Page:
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The Student News Site of Quinnipiac University

The Quinnipiac Chronicle

The Student News Site of Quinnipiac University

The Quinnipiac Chronicle

Five keys for men’s basketball to make program history in Atlantic City

Quinn O’Neill
Junior guard Doug Young, graduate student guard Savion Lewis and freshman guard Rihards Vavers celebrate while entering the second half against Saint Peter’s on Feb. 8.

Just a year ago, Quinnipiac men’s basketball team had a different head coach, and lost in the first round of the MAAC tournament to Marist in upset fashion. Now, first-year head coach Tom Pecora and the Bobcats are en route to their first conference championship and a ticket to the NCAA Tournament. 

Here are five ways the Bobcats can prove their dominance in the MAAC tournament


Performance of the front court

If Quinnipiac wants to make a run, it will need its big men — senior forward Paul Otieno and sophomore forward Amarri Tice — to continue to play at a high level. Tice is second in points per game, behind graduate student guard Matt Balanc, and the Wofford transfer has been a key asset in his first season in Hamden. It is imperative for the duo of Tice and Otieno to stay out of foul trouble in these games, as they led the Bobcats in personal fouls for the regular season. Having redshirt senior forwards JJ Riggins and Richie Springs available off the bench could help soften the blow, especially with their ability to step in at the five when Otieno comes off the court. Springs has averaged 4.1 Points this season off the bench along with Riggins averaging 1.7, their impact goes beyond the stat sheet.

“Thank god we have three, it goes back to our depth, we can play three guys at the five spot and when they play small we can even put Amarri there,” Pecora said on March 7.

Tice is averaging 13.3 points per game this season and has been a major offensive threat. The Newburgh native has been a monster for the Bobcats on both ends of the court, averaging seven rebounds along with 1.9 steals per game. Tice and Otieno’s efforts are indicative of what Quinnipiac basketball is all about —- defense first. 

“I take pride in my defense, I think my defense always translates to offense,” Tice said on March 7. “I’m just always gonna go out there and keep playing defense.”  


Using backcourt depth to their advantage

The Bobcats have often shown they have plenty of depth, and have been a team that hasn’t let injuries define them when they lost freshman forward Rihards Vavers as well as freshman guard Khaden Bennett. 

Different players have stepped up throughout the season. They’ve been able to see productive minutes from Vavers, Springs and junior guard Doug Young off the bench. Each has provided a spark when called upon. With Young, he plays very well defensively on the ball when Lewis is on the bench While Springs, shot 50% from the field solidifying his role he brings to the table.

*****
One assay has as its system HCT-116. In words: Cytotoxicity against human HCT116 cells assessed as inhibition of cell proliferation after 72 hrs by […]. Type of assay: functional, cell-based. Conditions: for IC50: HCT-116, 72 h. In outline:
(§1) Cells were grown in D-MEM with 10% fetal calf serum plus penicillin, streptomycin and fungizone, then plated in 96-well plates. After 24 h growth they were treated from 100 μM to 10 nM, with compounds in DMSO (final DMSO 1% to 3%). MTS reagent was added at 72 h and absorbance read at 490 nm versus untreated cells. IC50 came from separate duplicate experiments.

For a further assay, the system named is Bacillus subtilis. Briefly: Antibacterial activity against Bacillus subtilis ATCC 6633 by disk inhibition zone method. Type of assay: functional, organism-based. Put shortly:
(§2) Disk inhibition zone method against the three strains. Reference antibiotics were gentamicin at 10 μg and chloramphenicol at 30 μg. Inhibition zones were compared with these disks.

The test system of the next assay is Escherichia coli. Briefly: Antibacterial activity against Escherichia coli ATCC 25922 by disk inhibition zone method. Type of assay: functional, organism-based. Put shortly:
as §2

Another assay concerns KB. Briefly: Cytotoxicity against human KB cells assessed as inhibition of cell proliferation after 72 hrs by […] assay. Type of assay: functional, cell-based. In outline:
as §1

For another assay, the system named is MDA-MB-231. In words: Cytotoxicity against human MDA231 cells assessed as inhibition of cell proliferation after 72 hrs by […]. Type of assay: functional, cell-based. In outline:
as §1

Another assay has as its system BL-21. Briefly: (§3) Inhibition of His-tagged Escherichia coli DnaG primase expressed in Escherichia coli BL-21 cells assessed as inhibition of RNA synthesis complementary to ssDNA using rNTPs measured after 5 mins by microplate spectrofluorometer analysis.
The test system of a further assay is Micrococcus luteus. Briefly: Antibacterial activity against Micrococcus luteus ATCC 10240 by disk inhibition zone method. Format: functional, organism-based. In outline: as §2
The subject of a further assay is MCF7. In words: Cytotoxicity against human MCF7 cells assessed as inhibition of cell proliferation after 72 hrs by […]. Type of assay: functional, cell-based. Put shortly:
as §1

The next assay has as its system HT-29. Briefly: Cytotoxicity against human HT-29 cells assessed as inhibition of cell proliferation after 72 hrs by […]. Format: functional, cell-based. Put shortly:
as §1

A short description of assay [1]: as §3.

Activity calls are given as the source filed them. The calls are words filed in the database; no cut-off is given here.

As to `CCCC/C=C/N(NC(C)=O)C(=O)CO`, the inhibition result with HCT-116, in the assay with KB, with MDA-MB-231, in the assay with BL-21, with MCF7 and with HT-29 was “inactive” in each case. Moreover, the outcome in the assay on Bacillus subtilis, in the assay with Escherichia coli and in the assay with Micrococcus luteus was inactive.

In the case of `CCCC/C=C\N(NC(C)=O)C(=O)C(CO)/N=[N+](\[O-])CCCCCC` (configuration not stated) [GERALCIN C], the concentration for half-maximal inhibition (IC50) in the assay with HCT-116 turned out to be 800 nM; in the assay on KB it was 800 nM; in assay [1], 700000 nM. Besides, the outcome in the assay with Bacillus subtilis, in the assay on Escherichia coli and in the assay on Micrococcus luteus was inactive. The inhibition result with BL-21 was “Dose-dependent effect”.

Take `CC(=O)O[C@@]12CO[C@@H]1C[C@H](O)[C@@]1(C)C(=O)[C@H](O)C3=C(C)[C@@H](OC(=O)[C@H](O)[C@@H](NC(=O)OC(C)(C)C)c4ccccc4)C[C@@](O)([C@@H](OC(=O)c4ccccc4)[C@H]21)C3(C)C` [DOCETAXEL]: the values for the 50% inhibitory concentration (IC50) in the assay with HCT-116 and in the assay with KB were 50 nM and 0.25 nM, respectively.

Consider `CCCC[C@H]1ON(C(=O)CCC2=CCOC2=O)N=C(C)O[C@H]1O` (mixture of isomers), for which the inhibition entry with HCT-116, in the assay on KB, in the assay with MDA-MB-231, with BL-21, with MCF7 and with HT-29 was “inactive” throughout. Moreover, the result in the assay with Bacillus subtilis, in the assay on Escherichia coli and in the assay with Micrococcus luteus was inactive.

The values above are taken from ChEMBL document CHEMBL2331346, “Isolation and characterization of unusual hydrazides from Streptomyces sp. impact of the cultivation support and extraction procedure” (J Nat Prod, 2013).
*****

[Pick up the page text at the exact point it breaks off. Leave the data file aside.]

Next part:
“I believe we’re the deepest team in this league,” Pecora said on March 7. “I think that can be a huge advantage for us however this thing plays out.” 


Free throws, free throws, free throws 

Quinnipiac is one of the best free throw shooting teams in the conference. 

Many players have seen success from the charity stripe for the Bobcats this season, including junior forward Alexis Reyes, who leads the team shooting 89.4% from the line. If Quinnipiac can gain chances at the free throw line, that can be a way for it to win games late in the second half. 

The Bobcats have improved their free-throw percentage by 12% from last year. In games that likely will come down to the wire, the Bobcats’ prowess at the line could prove to be a difference maker. 


The success of the pick and roll duo  

Graduate student guard Savion Lewis just broke Quinnipiac’s Division I single-season assist record, and he has had quite a season in his potential final chapter in Hamden. 

The “quarterback” of the team finished the regular season third in assists in the entire country. Additionally The Lewis-Otieno pick and roll has been something most teams have yet to figure out, and something that can easily create offense for Quinnipiac. If they can stick to this, and Otieno can create space down low, Quinnipiac could see lots of offensive success against opponents.

“He sneaks in in the morning, I come in and I check his log and I check the bin. There’s been times I come in at 7:30 (a.m.), and his stuff is already wet in the bin cause he was here at 5:30 (a.m.),” Pecora said of Lewis on Dec 8. “I had to tell him, practice and the games are enough, I know you want to work on things but you’ve got to be disciplined and you’ve gotta be smart with your body, especially in (Savion’s) case coming off an Achilles injury and obviously his knee last year, he’s a vital part of this.”


Playing to strengths, excelling on defense

Led by the frontcourt of Otieno and Tice, Quinnipiac has shown it can make tremendous strides defensively. The Bobcats have the highest point differential at +5.6 for the regular season in the MAAC, and if that trend continues throughout the tournament it could see major success like it has throughout the regular season. 

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Quinn O’Neill
Quinn O’Neill, Associate Multimedia Editor

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    Dyann paceMar 11, 2024 at 1:09 pm

    Great Article
    Go QU ⭐️